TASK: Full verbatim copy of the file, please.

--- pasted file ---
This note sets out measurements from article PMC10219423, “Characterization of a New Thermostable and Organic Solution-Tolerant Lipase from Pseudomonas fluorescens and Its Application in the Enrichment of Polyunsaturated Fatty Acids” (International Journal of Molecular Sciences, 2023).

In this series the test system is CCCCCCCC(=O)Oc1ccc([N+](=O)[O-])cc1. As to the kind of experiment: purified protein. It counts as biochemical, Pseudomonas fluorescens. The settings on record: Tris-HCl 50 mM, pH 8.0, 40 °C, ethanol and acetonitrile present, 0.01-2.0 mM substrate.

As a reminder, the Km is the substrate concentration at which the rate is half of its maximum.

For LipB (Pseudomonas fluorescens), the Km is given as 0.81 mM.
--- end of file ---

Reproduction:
This note sets out measurements from article PMC10219423, “Characterization of a New Thermostable and Organic Solution-Tolerant Lipase from Pseudomonas fluorescens and Its Application in the Enrichment of Polyunsaturated Fatty Acids” (International Journal of Molecular Sciences, 2023).

In this series the test system is CCCCCCCC(=O)Oc1ccc([N+](=O)[O-])cc1. As to the kind of experiment: purified protein. It counts as biochemical, Pseudomonas fluorescens. The settings on record: Tris-HCl 50 mM, pH 8.0, 40 °C, ethanol and acetonitrile present, 0.01-2.0 mM substrate.

As a reminder, the Km is the substrate concentration at which the rate is half of its maximum.

For LipB (Pseudomonas fluorescens), the Km is given as 0.81 mM.